Anyone that ever had the good fortune to attend art college will tell you that the worst thing about having to leave and enter the real world (apart from the crippling debt and self-doubt) is that all of a sudden you don’t have access to any facilities. The CAD suites, ceramic studios, woodwork equipment and print studios all just disappear overnight and you’re reduced to finally using that WACOM you bought years before to make a little bit of cash from your patchy software skills.
But it doesn’t have to be that way. For Londoners of a creative persuasion The Blackhorse Workshop has recently opened its doors in Walthamstow (near-ish to us) offering wood and metalwork facilities for as little as £10 a day (even without your student loan that’s cheap). As far as we can tell they’re offering pretty much everything you could possibly need to build more or less anything you could feasibly imagine, and it’s all wrapped up with a tasty identity designed by Europa and commissioned by Assemble. More of this kind of thing please London; not everyone can start up their fledgling business by hot-desking in cafés.
- TFI the weekend! Here's the Best of the Web, as deemed by It's Nice That
- “Legs eleven, droopy drawers, dirty knees”: A clock that uses bingo calls instead of numbers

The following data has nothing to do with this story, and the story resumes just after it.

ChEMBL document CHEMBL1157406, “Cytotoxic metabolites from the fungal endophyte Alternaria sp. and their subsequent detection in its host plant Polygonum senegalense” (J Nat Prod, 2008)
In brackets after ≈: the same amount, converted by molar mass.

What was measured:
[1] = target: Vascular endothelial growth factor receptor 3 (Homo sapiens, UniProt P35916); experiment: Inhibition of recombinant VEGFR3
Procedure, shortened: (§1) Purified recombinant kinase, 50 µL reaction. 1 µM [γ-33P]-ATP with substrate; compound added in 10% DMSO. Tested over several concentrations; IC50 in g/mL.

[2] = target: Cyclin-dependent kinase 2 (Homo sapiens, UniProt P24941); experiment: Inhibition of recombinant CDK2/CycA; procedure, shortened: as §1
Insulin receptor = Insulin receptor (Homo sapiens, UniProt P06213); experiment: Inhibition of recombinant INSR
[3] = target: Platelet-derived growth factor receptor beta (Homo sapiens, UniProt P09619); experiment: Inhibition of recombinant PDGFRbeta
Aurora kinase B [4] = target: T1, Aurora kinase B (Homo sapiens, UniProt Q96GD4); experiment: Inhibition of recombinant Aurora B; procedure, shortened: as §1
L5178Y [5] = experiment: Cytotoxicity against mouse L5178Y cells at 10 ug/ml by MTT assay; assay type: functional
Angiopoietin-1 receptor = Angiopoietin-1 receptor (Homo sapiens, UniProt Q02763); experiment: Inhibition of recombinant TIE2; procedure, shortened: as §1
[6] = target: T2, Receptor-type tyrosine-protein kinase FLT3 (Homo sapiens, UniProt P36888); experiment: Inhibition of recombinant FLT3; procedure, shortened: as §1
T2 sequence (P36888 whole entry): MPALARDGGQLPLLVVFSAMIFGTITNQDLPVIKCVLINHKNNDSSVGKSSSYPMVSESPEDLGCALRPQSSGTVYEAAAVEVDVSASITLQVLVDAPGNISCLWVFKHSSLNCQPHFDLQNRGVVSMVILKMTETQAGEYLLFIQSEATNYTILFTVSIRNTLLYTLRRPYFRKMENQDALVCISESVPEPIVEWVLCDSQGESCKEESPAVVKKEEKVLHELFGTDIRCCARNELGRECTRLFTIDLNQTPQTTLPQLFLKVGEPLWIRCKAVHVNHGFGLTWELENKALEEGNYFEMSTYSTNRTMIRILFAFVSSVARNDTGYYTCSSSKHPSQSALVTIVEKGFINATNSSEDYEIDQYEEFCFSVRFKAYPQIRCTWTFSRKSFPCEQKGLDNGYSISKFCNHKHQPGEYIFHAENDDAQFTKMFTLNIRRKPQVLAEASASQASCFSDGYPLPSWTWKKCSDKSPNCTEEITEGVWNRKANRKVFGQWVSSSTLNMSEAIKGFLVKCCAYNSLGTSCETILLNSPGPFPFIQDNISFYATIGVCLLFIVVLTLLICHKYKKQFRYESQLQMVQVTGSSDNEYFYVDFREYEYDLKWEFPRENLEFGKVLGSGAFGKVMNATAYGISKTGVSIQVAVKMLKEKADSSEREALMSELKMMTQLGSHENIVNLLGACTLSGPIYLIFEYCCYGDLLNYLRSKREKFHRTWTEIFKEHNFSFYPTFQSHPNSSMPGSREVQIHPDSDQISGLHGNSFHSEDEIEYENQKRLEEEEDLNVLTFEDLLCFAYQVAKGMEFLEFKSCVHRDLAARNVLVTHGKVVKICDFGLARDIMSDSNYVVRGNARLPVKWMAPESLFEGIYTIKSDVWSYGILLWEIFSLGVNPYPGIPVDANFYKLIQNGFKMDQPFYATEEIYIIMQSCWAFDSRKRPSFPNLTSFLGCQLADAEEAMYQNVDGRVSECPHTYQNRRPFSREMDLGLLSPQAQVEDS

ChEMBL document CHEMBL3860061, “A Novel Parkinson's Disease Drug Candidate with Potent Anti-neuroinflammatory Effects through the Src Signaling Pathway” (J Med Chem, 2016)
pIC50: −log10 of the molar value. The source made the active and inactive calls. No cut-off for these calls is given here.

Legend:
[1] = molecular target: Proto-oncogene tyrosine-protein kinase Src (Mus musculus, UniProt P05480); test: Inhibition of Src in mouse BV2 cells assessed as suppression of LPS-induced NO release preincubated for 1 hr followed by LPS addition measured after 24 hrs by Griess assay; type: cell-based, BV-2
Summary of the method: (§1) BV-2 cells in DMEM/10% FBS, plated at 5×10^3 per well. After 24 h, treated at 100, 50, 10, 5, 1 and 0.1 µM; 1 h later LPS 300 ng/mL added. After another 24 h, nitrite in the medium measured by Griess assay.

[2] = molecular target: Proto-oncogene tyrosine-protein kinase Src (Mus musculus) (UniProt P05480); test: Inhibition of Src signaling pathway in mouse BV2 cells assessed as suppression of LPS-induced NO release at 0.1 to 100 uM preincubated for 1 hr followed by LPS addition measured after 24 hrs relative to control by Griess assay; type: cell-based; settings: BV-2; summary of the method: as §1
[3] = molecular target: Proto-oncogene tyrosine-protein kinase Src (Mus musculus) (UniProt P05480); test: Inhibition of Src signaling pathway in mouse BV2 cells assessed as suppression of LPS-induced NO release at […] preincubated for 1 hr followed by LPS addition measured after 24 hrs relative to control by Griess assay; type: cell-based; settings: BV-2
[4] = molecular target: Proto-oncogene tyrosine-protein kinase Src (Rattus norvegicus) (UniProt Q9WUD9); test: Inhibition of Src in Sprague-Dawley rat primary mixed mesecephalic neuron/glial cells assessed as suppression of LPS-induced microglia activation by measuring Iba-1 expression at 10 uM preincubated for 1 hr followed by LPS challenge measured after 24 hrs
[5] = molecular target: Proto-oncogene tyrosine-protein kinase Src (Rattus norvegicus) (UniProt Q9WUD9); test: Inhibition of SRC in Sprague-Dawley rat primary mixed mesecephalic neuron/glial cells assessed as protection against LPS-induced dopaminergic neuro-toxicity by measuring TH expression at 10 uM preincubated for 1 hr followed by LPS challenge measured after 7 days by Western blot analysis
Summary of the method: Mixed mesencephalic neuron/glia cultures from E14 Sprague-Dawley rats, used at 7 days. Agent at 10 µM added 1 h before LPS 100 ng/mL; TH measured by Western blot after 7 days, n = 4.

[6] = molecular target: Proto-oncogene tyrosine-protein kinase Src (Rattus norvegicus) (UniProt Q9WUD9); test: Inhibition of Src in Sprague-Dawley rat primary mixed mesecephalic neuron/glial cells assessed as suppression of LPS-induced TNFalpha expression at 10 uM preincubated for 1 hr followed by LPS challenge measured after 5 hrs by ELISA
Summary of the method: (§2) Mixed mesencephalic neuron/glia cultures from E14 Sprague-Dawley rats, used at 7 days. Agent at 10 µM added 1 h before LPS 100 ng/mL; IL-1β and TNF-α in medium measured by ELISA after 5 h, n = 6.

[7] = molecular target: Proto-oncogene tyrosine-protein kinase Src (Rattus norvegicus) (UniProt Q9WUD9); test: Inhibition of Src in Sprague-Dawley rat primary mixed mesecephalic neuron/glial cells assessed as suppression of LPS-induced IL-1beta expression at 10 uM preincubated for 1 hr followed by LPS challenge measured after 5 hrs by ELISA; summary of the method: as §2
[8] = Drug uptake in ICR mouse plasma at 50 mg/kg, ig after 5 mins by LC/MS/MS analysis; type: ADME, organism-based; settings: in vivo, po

- Great new work for The New York Times and Bloomberg Businessweek from Oscar Bolton Green
- Dots, blocks and fades layered up in multifaceted exhibition identity for The Hague’s Royal Academy
- Patty Carroll’s bizarre photos hide women in chaotic, hand-built scenes
- Dougal Wilson’s Morris Dancing-heavy first music video in six years
- An insight into The Guardian’s newly released brand guidelines
- Art and architecture get exhibitions and galleries: graphic design should too
- Graphic identity lovers rejoice: “an unprecedented catalogue of modern trademarks” is here
- Russian photographer Erik Panov's latex and salmon themed fashion shoot
- Photographing the choreography and chaos of the England cheerleading team
- Japanese artist Tatsuro Kiuchi is back with more beautifully finished illustrations